What a real shame you didn’t speak to any of the residents. There is a huge amount of community spirit in Newstead, the visitors centre is due to open in the spring, had you walked on to the country park you’d have seen the lake freshly stocked with fish ready for its new enterprise to begin next year. Had you spoken to the people at The Cast Angling Project, you’d have known how well it is doing in engaging the disenfranchised young people of Nottinghamshire. Had you spoken to any of the parents you’d have known that the school has become so popular in the last year or so that they are having to build new classrooms. You can contact us an repay a visit if you’d like to know what this place is really like and what a wonderful, friendly place it is to live. The regeneration projects are going strong in Newstead with the likes of social enterprises such as Newstead Enterprise and Village Groups such as Future Newstead which have begun working on the second 5-year installment of the Parish Plan.
Drop by any village on a freezing, drab, November day and you may get the wrong impression. Especially when over 50% of its residents are out working in mostly health care, social care and related jobs. Newstead is also known as a bit of a ‘hippy haven,’ a place where there are lots of walks in the woods, allotments, our children learn forest schools and the community does indeed raise the kids round here. There are very few examples of villages I would think in which the original mining community and ‘new comers’ get on so well and have such a great sense of community.
There are plans afoot to open the cafe longer, for the community to purchase the pub (should the brewery begin to cooperate) and a myriad of other projects underway.
Please do not judge our wonderful community by one fleeting visit. You didn’t even scrape the surface!
Well said Newstead Resident. Not forgetting either the Community Centre also has a bar which opens on a Sunday. It is also home of Newstead Bowls, Newstead Brass & clubs like Wood Carvers, Tai chi, dance classes for all ages, work club, CAB office, Newstead Minors toddler group, fit club, and starting in December a lunch club. There is also an active Youth Club & WI.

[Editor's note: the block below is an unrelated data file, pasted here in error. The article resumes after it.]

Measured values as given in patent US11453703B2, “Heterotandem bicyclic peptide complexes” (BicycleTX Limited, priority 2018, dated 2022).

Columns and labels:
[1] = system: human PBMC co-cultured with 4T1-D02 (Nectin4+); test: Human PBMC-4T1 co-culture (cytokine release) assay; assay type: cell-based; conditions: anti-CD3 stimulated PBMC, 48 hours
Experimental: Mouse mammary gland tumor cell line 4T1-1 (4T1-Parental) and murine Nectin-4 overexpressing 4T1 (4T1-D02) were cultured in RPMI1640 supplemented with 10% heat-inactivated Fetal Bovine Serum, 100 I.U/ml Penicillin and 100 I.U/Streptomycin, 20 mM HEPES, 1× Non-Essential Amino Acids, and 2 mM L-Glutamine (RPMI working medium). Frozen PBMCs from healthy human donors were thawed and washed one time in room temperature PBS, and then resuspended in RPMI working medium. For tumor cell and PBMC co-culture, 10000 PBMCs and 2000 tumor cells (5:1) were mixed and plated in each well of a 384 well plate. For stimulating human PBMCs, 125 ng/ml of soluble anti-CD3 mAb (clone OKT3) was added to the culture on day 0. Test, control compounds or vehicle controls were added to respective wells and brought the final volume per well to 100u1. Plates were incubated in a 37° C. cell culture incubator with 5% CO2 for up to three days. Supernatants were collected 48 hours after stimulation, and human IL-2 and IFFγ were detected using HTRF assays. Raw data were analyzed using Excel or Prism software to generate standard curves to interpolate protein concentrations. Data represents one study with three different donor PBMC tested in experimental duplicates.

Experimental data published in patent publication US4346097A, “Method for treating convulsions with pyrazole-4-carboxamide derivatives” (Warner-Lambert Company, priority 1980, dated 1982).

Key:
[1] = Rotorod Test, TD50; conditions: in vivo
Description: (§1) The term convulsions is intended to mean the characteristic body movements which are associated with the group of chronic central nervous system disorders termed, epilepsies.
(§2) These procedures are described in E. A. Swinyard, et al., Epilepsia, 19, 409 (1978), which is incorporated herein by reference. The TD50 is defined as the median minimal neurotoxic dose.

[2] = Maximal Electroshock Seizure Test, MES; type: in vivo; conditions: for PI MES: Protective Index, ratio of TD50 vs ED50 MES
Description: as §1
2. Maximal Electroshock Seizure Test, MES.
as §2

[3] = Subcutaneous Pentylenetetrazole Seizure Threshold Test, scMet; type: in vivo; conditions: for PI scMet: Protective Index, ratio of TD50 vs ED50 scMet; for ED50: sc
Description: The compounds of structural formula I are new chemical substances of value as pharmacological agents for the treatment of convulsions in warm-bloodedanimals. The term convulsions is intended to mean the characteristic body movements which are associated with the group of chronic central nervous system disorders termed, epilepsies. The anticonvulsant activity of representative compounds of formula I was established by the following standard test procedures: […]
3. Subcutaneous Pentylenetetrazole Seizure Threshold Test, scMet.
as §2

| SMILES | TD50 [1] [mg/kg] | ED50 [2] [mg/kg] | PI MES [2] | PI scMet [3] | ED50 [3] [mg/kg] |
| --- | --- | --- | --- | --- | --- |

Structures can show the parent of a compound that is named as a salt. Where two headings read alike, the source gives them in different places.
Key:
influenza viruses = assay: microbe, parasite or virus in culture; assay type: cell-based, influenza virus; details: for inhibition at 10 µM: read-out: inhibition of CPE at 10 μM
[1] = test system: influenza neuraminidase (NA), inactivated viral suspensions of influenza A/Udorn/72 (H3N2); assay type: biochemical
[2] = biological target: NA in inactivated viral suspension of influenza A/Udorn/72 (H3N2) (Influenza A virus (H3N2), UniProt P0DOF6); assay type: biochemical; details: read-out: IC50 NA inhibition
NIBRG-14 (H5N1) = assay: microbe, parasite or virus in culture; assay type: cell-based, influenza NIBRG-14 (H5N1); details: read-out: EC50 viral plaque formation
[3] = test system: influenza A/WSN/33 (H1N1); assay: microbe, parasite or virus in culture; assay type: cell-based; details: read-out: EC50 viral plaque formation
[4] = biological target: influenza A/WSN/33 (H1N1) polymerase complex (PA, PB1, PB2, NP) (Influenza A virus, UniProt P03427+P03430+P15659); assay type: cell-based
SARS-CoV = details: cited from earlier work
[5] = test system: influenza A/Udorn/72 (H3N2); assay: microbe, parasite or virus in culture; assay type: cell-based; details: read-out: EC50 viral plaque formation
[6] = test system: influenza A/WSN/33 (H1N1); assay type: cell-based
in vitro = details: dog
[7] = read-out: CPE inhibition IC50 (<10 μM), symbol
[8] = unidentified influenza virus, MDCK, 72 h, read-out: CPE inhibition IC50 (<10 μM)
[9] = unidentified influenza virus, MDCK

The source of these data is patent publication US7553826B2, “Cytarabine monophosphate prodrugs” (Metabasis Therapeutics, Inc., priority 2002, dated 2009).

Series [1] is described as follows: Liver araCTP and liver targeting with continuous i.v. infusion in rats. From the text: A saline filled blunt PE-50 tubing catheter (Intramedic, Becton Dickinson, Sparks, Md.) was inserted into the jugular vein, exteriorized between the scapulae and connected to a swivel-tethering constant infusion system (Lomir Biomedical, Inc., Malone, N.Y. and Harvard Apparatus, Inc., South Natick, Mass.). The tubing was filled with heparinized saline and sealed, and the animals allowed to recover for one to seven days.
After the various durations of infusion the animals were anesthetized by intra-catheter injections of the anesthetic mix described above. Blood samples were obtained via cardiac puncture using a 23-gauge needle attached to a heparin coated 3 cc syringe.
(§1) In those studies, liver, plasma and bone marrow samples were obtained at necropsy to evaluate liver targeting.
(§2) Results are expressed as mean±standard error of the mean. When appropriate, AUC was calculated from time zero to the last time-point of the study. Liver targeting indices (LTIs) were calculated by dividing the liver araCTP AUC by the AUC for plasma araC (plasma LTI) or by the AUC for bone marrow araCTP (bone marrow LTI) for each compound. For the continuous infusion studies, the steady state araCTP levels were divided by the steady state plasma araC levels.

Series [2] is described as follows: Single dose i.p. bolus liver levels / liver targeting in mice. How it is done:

Don’t also forget the support the community shows to fundraising events such as the Macmillan coffee morning & raffle raising thousands this year.
I lived there…. for seven long and miserable years. Surrounded by the Miner mentality of you’re not a local unless you sweat blood in the mines, the kids bought up with the same mentality with the added bonus of throwing bricks through my kitchen window and slashing the tyres on my car. I can only hope other parts of the village were marginally better but I’m not willing to go back and have a look… couldn’t get out fast enough.
What a real shame that that was your experience of the village freeatlast. We have had a great experience of living here for the past 6 years with our two children. There is an amazing community spirit, we have developed a huge friendship and support group within the village and love nothing more than spending afternoons at Orchard Parties or at the monthly community gig nights at the community centre. Our children attend the village school and the teaching is top notch. They love every second of being there. There are still a lot of ex mining families in the village, but we find that they think the ‘newcomers’ just as unapproachable. Once we begin to talk to each other we find a lot of common ground and good company.
I am 68 and was born in the village but left when I was 25. The mining village was on reflection a great place to live as it had plenty of sport activities and a first class football with cricket on Sundays. The Church and Chapels was full on Sundays and had a great youth clubs at the rectory with the vicars sister Florence Nightingale was great and in the summer helping to work in the garden. Walks to the Abbey and all the woodland to play and sledging in the winter when we had snow more than today’s fall’s of snow.
It was a great community no doors locked but who had anything to steel those days but slowly got better electrical appliances and cars came. The miners started to get paid what they was worth but as you know you never get enough as its a viscious circle as it is today with money
There are still people living there and getting old but must be respected as they have lived there all and most of their lives and must miss all their old friends and family so please all the new people please be kind to them and understanding and I am sure you will all get on on with them.
Just remember when friends and family die it takes years to adjust.
I would love to visit Newstead 1 day, my dad and grandad were both born there and worked down the pit.
They lived at 13 Newstead Colliery, but I assume these houses are not there anymore, cannot find on internet, 1 day ill get there